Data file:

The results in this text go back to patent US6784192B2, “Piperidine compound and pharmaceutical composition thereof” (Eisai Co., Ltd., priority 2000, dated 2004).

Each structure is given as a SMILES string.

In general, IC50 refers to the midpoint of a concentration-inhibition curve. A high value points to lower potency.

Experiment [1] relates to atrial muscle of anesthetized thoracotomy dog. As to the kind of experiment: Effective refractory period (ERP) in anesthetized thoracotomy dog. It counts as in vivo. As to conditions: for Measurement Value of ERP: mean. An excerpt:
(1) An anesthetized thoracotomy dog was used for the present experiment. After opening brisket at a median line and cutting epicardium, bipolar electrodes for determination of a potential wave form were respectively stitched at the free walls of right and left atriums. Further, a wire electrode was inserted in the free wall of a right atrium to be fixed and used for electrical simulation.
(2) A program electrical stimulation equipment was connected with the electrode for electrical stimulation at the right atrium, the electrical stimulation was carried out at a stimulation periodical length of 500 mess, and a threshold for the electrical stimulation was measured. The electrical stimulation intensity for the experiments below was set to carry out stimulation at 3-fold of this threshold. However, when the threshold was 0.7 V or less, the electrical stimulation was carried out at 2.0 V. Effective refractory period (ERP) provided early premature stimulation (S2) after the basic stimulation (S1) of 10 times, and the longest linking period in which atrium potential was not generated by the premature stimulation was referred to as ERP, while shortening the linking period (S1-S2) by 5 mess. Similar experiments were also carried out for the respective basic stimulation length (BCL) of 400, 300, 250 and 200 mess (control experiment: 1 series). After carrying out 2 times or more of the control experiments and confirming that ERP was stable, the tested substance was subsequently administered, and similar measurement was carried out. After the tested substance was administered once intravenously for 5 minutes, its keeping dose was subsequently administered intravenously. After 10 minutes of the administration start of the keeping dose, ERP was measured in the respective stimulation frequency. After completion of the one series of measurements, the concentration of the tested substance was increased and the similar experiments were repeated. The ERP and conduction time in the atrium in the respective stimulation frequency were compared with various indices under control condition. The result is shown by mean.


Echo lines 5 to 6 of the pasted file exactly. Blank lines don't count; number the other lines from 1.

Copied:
(1) An anesthetized thoracotomy dog was used for the present experiment. After opening brisket at a median line and cutting epicardium, bipolar electrodes for determination of a potential wave form were respectively stitched at the free walls of right and left atriums. Further, a wire electrode was inserted in the free wall of a right atrium to be fixed and used for electrical simulation.
(2) A program electrical stimulation equipment was connected with the electrode for electrical stimulation at the right atrium, the electrical stimulation was carried out at a stimulation periodical length of 500 mess, and a threshold for the electrical stimulation was measured. The electrical stimulation intensity for the experiments below was set to carry out stimulation at 3-fold of this threshold. However, when the threshold was 0.7 V or less, the electrical stimulation was carried out at 2.0 V. Effective refractory period (ERP) provided early premature stimulation (S2) after the basic stimulation (S1) of 10 times, and the longest linking period in which atrium potential was not generated by the premature stimulation was referred to as ERP, while shortening the linking period (S1-S2) by 5 mess. Similar experiments were also carried out for the respective basic stimulation length (BCL) of 400, 300, 250 and 200 mess (control experiment: 1 series). After carrying out 2 times or more of the control experiments and confirming that ERP was stable, the tested substance was subsequently administered, and similar measurement was carried out. After the tested substance was administered once intravenously for 5 minutes, its keeping dose was subsequently administered intravenously. After 10 minutes of the administration start of the keeping dose, ERP was measured in the respective stimulation frequency. After completion of the one series of measurements, the concentration of the tested substance was increased and the similar experiments were repeated. The ERP and conduction time in the atrium in the respective stimulation frequency were compared with various indices under control condition. The result is shown by mean.